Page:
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A History of the Japanese People by F. Brinkley

Yedo was infested by vagabonds


ENGRAVING:

SANNO FESTIVAL OF TOKYO IN EARLY DAYS

SUMPTUARY REGULATIONS

Convinced that the most important step towards economic improvement was the practice of frugality, Sadanobu caused rules to be compiled and issued which dealt with almost every form of expenditure. He himself made a practice of attending at the castle wearing garments of the coarsest possible materials, and the minute character of his ordinances against extravagance almost taxes credulity.

Thus, he forbade the custom of exchanging presents between official colleagues; ordered that everyone possessing an income of less than ten thousand koku should refrain from purchasing anything new, whether clothing, utensils, or furniture; interdicted the wearing of white robes except on occasions of ceremony; ordained that wedding presents should henceforth be reduced by one-half, advised that dried lobsters should be substituted for fresh fish in making presents; prohibited the wearing of brocade or embroidered silk by ladies not of the highest class; enjoined simplicity in costumes for the no dance, in children's toys, in women's pipes, or tobacco-pouches, and in ladies' hairpins or hairdress; forbade gold lacquer in any form except to delineate family crests; limited the size of dolls; vetoed banquets, musical entertainments, and all idle pleasures except such as were justified by social status, and actually went to the length

of ordering women to dress their own hair, dispensing entirely with professional Hairdressers, who were bade to change their occupation for tailoring or laundry work.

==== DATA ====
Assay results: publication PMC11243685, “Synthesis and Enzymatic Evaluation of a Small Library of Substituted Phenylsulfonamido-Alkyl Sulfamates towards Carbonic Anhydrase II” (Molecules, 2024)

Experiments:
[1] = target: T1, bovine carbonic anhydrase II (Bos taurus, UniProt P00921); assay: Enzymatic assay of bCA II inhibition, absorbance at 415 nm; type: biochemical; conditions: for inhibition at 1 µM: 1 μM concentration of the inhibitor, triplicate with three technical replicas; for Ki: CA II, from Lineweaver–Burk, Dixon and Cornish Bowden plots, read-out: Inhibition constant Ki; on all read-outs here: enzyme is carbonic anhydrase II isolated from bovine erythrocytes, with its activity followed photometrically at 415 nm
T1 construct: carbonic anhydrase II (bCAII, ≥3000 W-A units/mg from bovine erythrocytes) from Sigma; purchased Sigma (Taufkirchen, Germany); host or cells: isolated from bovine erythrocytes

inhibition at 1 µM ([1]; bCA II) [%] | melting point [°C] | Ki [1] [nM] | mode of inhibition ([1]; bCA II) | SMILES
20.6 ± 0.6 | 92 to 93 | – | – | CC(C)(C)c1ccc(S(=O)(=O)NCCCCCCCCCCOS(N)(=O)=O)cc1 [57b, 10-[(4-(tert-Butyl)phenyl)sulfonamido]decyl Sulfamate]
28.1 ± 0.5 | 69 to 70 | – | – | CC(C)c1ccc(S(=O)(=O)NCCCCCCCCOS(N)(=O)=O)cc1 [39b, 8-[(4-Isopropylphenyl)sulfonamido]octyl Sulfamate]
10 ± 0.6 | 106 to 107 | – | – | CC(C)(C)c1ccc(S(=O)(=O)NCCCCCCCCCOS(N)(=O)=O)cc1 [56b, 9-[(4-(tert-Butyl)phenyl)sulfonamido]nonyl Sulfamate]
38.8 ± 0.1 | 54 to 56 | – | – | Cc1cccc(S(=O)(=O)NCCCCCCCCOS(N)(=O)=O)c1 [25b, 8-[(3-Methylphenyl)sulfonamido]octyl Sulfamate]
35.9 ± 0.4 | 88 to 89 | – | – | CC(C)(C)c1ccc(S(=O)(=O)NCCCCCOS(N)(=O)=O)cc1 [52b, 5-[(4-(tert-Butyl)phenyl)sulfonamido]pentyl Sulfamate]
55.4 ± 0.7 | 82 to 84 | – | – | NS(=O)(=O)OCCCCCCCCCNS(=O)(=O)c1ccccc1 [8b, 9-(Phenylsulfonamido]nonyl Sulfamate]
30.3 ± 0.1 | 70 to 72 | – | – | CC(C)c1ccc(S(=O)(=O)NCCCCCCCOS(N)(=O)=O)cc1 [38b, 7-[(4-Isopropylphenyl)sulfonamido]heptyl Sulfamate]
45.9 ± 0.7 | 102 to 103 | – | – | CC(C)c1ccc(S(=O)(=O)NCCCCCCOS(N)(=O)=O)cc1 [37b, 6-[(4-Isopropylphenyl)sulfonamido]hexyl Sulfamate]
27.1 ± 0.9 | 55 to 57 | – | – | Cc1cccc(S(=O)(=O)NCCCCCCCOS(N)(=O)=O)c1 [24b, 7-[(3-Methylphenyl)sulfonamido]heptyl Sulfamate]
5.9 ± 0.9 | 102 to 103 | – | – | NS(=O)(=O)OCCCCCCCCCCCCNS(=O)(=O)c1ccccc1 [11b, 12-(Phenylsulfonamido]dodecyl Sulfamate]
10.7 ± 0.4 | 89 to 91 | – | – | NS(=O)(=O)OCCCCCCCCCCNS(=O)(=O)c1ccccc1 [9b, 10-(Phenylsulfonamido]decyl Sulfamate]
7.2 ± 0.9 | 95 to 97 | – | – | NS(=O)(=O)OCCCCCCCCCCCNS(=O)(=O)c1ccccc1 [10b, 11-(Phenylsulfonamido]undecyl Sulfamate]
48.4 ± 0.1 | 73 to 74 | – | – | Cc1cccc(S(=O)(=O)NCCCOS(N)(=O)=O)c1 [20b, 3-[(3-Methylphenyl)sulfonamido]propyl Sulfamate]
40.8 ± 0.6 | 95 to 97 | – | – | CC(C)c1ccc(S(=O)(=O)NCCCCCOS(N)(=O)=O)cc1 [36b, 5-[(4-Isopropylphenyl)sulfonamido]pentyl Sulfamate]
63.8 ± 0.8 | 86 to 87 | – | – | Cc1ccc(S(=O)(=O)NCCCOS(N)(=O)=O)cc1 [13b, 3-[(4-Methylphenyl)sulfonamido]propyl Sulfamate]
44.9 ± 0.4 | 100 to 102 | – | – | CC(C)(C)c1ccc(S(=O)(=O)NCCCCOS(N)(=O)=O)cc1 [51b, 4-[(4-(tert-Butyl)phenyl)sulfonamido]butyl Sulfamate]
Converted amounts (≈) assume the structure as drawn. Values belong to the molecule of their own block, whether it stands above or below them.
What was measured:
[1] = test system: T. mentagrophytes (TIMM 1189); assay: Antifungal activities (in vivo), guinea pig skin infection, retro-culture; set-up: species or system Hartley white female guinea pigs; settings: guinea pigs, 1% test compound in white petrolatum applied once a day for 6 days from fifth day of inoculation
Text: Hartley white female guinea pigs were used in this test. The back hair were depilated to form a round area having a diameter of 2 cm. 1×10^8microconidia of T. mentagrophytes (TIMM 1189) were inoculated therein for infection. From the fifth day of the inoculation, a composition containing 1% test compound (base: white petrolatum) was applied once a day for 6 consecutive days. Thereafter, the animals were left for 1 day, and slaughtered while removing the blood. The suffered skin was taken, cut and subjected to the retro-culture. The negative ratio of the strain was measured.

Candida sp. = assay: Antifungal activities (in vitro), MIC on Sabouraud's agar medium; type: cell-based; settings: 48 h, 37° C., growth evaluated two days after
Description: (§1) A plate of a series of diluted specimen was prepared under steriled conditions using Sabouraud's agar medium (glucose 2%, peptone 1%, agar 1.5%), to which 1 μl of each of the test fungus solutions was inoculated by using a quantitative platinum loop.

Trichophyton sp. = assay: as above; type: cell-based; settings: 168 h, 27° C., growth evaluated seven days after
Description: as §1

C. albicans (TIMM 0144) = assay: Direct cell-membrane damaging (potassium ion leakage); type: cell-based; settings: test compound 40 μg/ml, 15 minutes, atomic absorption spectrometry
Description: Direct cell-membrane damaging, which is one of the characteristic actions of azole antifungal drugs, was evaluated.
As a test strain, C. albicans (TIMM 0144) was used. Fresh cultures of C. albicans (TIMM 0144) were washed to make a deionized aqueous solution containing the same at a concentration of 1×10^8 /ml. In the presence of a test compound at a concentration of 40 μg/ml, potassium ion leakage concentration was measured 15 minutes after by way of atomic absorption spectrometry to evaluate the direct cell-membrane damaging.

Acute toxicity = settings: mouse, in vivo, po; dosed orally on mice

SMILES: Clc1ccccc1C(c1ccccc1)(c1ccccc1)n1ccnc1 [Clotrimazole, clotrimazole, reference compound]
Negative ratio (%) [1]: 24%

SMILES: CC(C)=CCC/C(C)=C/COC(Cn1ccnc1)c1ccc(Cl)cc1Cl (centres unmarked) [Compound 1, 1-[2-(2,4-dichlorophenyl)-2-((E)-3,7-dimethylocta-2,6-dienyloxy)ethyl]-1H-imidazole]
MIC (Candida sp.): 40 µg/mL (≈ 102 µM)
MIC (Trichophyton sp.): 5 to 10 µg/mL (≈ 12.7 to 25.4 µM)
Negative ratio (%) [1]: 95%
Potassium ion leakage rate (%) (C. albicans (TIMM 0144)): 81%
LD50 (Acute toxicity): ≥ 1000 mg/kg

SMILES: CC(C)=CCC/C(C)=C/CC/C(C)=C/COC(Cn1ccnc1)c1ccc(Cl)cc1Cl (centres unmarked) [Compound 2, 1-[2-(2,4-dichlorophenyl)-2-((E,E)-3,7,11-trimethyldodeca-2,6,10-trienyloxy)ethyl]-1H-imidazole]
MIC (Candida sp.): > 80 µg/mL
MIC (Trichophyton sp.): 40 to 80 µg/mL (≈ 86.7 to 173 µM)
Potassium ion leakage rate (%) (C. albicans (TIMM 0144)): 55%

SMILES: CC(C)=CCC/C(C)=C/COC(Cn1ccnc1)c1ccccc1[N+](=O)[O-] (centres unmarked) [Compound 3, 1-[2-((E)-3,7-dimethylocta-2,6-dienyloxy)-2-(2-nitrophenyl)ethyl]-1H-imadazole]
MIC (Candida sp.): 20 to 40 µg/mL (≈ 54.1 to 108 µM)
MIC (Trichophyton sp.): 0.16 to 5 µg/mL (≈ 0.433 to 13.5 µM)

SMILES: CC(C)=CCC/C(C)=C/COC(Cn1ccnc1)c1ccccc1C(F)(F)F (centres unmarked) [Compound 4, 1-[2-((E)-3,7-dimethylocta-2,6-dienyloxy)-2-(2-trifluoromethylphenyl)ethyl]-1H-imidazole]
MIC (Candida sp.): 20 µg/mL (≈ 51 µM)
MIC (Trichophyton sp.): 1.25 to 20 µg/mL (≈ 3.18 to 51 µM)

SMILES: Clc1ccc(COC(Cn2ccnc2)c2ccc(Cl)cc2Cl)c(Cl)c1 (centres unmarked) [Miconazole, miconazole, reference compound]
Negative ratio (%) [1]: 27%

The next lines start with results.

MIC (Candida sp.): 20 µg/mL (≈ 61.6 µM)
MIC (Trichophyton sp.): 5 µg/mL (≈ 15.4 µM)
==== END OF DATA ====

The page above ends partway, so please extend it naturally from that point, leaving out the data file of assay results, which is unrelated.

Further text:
This remarkable statesman laboured for the ethical improvement of his countrymen as well as for their frugality of life. In 1789, we find him legislating against the multiplication of brothels, and, two years later, he vetoed mixed bathing of men and women. One of the fashions of the time was that vassals left in charge of their lords' mansions in Yedo used to organize mutual entertainments by way of promoting good-fellowship, but in reality for purposes of dissipation. These gatherings were strictly interdicted. Simultaneously with the issue of this mass of negative legislation, Sadanobu took care to bestow rewards and publish eulogies. Whoever distinguished himself by diligent service, by chastity, by filial piety, or by loyalty, could count on honourable notice.

THE KWANSEI VAGABONDS

During the Kwansei era (1789-1800), Yedo was infested by vagabonds, who, having been deprived of their livelihood by the famine during the years immediately previous, made a habit of going about the town in groups of from three to five men committing deeds of theft or incendiarism. Sadanobu, acting on the advice of the judicial officials, dealt with this evil by establishing a house of correction on Ishikawa Island. There homeless vagrants were detained and provided with work, those ignorant of any handicraft being employed as labourers. The inmates were fed and clothed by the Government, and set free after three years, their savings being handed to them to serve as capital for some occupation. The institution was placed under the care of Hasegawa Heizo, five hundred bags of rice and five hundred ryo being granted annually by the Bakufu for its support.


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